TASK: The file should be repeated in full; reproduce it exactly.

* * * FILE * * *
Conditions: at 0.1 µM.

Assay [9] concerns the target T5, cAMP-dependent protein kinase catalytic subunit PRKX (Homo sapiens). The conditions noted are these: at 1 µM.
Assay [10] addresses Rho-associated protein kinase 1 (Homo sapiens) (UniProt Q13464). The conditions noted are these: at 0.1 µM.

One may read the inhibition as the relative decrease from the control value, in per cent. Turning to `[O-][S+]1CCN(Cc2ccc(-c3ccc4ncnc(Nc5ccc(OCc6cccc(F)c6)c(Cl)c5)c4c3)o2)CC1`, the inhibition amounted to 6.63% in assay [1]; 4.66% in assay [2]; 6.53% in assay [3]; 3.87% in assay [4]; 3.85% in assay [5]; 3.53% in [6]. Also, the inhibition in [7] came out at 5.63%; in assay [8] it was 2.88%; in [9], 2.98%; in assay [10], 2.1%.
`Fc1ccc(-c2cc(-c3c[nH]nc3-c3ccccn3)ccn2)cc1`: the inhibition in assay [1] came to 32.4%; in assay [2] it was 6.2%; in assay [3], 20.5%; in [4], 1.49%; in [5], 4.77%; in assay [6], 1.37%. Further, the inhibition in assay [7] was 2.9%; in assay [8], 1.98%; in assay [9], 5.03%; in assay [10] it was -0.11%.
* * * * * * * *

Conditions: at 0.1 µM.

Assay [9] concerns the target T5, cAMP-dependent protein kinase catalytic subunit PRKX (Homo sapiens). The conditions noted are these: at 1 µM.
Assay [10] addresses Rho-associated protein kinase 1 (Homo sapiens) (UniProt Q13464). The conditions noted are these: at 0.1 µM.

One may read the inhibition as the relative decrease from the control value, in per cent. Turning to `[O-][S+]1CCN(Cc2ccc(-c3ccc4ncnc(Nc5ccc(OCc6cccc(F)c6)c(Cl)c5)c4c3)o2)CC1`, the inhibition amounted to 6.63% in assay [1]; 4.66% in assay [2]; 6.53% in assay [3]; 3.87% in assay [4]; 3.85% in assay [5]; 3.53% in [6]. Also, the inhibition in [7] came out at 5.63%; in assay [8] it was 2.88%; in [9], 2.98%; in assay [10], 2.1%.
`Fc1ccc(-c2cc(-c3c[nH]nc3-c3ccccn3)ccn2)cc1`: the inhibition in assay [1] came to 32.4%; in assay [2] it was 6.2%; in assay [3], 20.5%; in [4], 1.49%; in [5], 4.77%; in assay [6], 1.37%. Further, the inhibition in assay [7] was 2.9%; in assay [8], 1.98%; in assay [9], 5.03%; in assay [10] it was -0.11%.